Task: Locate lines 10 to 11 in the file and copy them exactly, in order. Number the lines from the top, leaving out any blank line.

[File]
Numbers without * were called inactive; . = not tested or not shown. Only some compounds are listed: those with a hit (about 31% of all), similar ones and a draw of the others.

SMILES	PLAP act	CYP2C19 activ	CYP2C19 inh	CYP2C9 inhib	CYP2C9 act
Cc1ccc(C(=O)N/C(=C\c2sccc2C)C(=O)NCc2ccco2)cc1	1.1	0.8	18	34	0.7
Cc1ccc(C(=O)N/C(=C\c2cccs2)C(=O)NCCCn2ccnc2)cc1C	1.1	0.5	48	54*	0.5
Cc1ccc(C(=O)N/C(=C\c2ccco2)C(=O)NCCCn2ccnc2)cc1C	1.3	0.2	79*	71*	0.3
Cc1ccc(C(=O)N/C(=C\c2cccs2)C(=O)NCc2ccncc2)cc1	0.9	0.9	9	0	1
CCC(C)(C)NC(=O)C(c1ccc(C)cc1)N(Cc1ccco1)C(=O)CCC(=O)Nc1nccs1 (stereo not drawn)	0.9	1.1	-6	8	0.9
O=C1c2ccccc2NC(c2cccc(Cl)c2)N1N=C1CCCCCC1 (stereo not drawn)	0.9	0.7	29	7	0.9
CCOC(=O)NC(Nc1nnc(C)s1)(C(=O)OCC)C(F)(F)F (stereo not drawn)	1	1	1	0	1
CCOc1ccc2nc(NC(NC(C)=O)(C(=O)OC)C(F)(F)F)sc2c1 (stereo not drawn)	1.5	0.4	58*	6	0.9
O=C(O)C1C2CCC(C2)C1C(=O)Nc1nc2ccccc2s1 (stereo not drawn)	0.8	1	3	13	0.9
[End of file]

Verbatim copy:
CCOc1ccc2nc(NC(NC(C)=O)(C(=O)OC)C(F)(F)F)sc2c1 (stereo not drawn)	1.5	0.4	58*	6	0.9
O=C(O)C1C2CCC(C2)C1C(=O)Nc1nc2ccccc2s1 (stereo not drawn)	0.8	1	3	13	0.9